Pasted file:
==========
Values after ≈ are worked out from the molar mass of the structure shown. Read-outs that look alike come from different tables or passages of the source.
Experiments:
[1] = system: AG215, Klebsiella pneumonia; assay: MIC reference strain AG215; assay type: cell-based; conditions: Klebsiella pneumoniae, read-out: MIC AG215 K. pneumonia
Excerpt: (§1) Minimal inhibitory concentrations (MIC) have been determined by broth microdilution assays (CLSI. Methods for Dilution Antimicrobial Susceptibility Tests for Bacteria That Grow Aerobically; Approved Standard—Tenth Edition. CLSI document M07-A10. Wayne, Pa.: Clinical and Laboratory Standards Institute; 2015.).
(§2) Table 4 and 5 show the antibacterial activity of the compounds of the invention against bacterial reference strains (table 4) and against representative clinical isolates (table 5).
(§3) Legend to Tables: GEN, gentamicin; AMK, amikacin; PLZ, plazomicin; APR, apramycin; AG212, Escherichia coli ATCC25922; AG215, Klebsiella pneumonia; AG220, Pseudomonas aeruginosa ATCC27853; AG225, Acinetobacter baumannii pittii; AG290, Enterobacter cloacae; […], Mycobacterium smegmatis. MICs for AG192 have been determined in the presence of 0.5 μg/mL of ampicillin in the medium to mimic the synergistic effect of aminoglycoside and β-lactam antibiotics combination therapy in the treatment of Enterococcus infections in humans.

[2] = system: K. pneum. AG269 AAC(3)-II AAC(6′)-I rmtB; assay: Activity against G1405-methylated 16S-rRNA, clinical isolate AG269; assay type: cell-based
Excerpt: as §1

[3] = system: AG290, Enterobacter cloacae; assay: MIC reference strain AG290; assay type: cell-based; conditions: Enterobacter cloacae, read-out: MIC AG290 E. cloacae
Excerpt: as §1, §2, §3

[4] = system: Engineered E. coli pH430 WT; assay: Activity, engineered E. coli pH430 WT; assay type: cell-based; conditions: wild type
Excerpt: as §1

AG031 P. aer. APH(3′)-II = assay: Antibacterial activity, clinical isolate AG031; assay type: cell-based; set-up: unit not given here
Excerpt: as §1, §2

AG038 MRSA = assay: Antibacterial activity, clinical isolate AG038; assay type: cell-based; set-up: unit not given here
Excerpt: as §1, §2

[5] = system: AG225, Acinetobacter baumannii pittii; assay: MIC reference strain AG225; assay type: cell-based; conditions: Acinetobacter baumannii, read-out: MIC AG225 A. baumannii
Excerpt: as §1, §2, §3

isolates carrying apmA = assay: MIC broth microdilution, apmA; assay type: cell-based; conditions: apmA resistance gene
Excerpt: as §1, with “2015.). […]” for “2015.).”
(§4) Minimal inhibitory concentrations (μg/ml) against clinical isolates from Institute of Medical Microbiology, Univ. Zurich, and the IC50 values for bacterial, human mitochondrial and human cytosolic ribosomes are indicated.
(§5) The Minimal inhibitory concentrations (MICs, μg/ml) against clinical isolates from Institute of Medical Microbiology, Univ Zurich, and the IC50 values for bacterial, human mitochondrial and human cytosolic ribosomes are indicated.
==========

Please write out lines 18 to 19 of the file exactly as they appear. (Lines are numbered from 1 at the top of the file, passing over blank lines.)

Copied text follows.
Excerpt: as §1, §2, §3

isolates carrying apmA = assay: MIC broth microdilution, apmA; assay type: cell-based; conditions: apmA resistance gene